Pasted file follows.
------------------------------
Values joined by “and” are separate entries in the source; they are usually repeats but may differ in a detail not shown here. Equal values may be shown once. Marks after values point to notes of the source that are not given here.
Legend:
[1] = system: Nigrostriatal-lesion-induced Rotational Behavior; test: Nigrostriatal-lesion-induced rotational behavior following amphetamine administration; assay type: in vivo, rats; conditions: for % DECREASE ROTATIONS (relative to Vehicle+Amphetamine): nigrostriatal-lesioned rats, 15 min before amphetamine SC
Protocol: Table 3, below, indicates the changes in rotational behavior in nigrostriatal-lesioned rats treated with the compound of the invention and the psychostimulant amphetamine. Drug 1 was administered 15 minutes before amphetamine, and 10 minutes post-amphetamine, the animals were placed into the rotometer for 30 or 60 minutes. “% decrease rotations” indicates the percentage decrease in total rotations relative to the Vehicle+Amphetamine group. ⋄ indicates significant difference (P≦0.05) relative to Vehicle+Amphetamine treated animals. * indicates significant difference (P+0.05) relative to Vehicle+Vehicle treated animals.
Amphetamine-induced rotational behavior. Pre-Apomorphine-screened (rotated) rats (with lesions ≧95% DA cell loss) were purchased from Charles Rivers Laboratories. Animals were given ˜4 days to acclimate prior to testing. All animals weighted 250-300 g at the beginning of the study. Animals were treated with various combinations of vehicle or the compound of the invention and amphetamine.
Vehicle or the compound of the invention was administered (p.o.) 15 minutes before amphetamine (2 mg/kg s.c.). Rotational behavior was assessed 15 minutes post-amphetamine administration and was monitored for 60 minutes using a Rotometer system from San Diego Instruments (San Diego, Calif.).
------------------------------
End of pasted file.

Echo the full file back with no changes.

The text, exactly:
Values joined by “and” are separate entries in the source; they are usually repeats but may differ in a detail not shown here. Equal values may be shown once. Marks after values point to notes of the source that are not given here.
Legend:
[1] = system: Nigrostriatal-lesion-induced Rotational Behavior; test: Nigrostriatal-lesion-induced rotational behavior following amphetamine administration; assay type: in vivo, rats; conditions: for % DECREASE ROTATIONS (relative to Vehicle+Amphetamine): nigrostriatal-lesioned rats, 15 min before amphetamine SC
Protocol: Table 3, below, indicates the changes in rotational behavior in nigrostriatal-lesioned rats treated with the compound of the invention and the psychostimulant amphetamine. Drug 1 was administered 15 minutes before amphetamine, and 10 minutes post-amphetamine, the animals were placed into the rotometer for 30 or 60 minutes. “% decrease rotations” indicates the percentage decrease in total rotations relative to the Vehicle+Amphetamine group. ⋄ indicates significant difference (P≦0.05) relative to Vehicle+Amphetamine treated animals. * indicates significant difference (P+0.05) relative to Vehicle+Vehicle treated animals.
Amphetamine-induced rotational behavior. Pre-Apomorphine-screened (rotated) rats (with lesions ≧95% DA cell loss) were purchased from Charles Rivers Laboratories. Animals were given ˜4 days to acclimate prior to testing. All animals weighted 250-300 g at the beginning of the study. Animals were treated with various combinations of vehicle or the compound of the invention and amphetamine.
Vehicle or the compound of the invention was administered (p.o.) 15 minutes before amphetamine (2 mg/kg s.c.). Rotational behavior was assessed 15 minutes post-amphetamine administration and was monitored for 60 minutes using a Rotometer system from San Diego Instruments (San Diego, Calif.).